Syllabus for PHS 560: Matter and Light (3 semester hours)
Arizona State University in Tempe
This course has three primary goals:
1. To develop classical and quantum models of the interaction of matter and light, and explore how they can be used to understand a variety of phenomena.
2. To stimulate development of materials and approaches that help high school and two-year-college teachers in their efforts to bring these topics into their classrooms.
3. To experience the beauty of physics and mathematics.
The fundamental physics experience is not the memorization of facts such as the number of quarks in a proton, but the consistent modeling of reality based on a few basic laws. Unfortunately, serious modeling at the frontiers of physics requires a level of mathematical and physical sophistication that even graduate students of physics find extremely hard to achieve. Consequently, teachers at the university or high school level must switch at some point from a modeling to a descriptive approach. The pressure to do so is probably stronger at the high school level, where students presumably prefer to discuss neutrinos and black holes rather than Atwood machines or free fall.
The frontier between the modeling and the descriptive approach is not fixed, but can be shifted in favor of the modeling approach with the help of pedagogical innovations. This course attempts to stimulate such innovations in the field of light and matter interactions.
The classical models are developed at what the instructors consider to be the minimum level required for complete quantitative modeling. The quantum models are developed at a level appropriate for some quantitative and some qualitative modeling. In both cases, this is often at a higher level than that of a standard high school class. Therefore, the challenge for participant teachers is to ascertain to what extent the materials can be further developed and adapted so that serious modeling on light and matter can take place in their classrooms.
The 5-week summer course begins by reviewing and/or introducing—during the first week—basic mathematical and physical concepts, such as the use of derivatives, the physics of the harmonic oscillator, and complex numbers. Two weeks are devoted to exploring light and matter interactions from the perspective of the classical theory of electromagnetic fields and simple models of matter. Next the limitations and contradictions of the classical approach are discussed; and the subject is presented from the perspective of quantum mechanics for the last two weeks. Possible topics for application of quantum models include LEDs and transistors, lasers, superconductors, and astronomy.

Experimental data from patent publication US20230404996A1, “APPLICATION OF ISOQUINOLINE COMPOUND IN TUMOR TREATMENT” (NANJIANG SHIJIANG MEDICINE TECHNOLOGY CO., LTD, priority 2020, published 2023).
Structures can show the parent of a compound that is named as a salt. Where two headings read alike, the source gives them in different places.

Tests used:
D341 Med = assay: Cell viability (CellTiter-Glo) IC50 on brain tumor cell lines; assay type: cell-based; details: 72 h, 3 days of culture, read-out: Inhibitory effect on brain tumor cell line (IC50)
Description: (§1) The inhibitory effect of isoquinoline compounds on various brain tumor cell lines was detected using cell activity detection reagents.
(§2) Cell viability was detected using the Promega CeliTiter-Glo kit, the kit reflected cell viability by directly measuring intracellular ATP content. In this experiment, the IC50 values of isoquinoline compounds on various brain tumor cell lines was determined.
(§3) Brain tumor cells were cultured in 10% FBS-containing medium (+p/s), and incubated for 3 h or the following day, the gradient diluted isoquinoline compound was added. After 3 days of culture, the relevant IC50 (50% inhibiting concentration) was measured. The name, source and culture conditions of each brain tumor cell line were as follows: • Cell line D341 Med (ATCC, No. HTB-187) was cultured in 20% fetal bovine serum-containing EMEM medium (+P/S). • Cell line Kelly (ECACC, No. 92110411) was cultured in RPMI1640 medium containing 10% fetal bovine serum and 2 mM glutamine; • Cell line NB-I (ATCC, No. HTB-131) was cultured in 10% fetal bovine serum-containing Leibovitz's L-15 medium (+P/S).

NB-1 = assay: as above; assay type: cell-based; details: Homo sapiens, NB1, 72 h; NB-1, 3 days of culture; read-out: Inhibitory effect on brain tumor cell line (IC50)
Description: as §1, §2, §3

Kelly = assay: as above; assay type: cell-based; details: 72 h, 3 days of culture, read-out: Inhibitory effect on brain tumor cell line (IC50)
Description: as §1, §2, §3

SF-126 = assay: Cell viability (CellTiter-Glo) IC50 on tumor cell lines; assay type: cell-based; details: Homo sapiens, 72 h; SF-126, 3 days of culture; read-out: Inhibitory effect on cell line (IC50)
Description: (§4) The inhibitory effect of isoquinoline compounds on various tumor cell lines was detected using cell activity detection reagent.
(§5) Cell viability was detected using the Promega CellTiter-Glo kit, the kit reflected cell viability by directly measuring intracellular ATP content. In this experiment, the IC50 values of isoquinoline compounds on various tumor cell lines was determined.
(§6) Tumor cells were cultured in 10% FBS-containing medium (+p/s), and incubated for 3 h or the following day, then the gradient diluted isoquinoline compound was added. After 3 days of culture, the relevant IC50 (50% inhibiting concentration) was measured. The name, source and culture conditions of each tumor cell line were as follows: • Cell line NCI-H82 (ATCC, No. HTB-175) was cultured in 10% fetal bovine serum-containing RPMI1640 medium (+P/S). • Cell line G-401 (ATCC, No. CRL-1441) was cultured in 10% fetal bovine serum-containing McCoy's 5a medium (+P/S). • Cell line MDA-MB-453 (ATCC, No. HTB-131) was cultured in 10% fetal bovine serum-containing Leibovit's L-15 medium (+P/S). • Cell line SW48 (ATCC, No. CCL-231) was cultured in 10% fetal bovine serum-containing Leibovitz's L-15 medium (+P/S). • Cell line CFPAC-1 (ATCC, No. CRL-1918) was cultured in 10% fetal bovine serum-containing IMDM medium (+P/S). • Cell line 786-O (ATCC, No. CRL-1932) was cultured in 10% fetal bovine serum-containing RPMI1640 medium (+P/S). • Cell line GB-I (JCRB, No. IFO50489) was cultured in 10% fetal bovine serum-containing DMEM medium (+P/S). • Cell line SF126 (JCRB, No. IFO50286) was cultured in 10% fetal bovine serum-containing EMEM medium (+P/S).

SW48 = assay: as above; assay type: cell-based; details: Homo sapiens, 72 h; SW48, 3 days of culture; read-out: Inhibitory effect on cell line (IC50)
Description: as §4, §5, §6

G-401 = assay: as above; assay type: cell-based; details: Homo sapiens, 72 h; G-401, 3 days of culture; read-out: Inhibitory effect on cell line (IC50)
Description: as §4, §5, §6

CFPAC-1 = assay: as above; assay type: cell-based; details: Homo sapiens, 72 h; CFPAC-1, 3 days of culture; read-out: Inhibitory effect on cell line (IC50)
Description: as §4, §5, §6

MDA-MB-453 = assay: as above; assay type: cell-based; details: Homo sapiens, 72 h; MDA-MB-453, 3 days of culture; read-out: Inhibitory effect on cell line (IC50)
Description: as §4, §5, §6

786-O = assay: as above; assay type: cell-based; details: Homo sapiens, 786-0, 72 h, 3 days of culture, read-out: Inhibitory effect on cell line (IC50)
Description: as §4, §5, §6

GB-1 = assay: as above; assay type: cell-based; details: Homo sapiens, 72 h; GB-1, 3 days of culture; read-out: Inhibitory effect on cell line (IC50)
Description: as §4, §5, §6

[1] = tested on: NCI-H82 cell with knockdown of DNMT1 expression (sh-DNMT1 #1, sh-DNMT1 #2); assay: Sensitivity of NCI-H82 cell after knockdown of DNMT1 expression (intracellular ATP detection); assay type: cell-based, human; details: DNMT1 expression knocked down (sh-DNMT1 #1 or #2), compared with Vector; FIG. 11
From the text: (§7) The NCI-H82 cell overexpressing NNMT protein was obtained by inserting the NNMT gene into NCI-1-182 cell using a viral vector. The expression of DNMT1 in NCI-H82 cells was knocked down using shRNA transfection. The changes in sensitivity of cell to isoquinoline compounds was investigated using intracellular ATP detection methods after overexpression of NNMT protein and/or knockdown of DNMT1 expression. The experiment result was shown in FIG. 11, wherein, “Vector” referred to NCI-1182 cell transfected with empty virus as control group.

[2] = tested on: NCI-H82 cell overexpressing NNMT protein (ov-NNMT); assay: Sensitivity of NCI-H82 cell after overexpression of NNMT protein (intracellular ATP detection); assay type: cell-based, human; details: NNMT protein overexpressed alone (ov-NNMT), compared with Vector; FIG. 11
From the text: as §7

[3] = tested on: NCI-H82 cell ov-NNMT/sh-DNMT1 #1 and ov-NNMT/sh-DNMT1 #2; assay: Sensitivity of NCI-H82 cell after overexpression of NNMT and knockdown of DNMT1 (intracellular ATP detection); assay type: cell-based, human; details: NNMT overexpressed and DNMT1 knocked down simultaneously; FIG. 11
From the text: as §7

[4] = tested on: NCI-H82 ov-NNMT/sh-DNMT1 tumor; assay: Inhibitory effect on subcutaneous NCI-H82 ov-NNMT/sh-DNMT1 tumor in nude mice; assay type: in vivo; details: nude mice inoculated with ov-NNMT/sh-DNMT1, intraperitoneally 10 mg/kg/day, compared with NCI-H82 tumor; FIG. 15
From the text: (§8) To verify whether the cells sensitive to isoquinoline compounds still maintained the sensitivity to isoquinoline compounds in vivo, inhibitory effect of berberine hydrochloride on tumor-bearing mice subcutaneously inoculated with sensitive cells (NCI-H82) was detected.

Algebra-level knowledge of Newtonian mechanics, electricity and magnetism is assumed. Some calculus (primarily derivatives and partial derivatives) and vectors is used. These are developed in class, but students benefit greatly if they have a chance to review them on their own ahead of time.
There is little lecturing in the traditional sense. At the beginning of each session the students receive a handout with a guided list of activities. Depending on the activities, students perform experiments, run computer simulations, or work in groups at a whiteboard. Often students are divided into groups to work on different problems and report their results later to the entire class.
If the particular session requires working as separate groups, the entire class sit together to draw conclusions at the end of the session.
Where appropriate, at the end of a session the group discusses possible uses of the topic in high school and two-year-college contexts.
The course was developed in 2000-2002 by Jose Menendez, an ASU physics professor, with Larry Dukerich, a high school physics teacher, and Richard Clawson, a doctoral student in physics, with vision and contributions by Professor David Hestenes, founder of the ASU MNS degree program for physics teachers.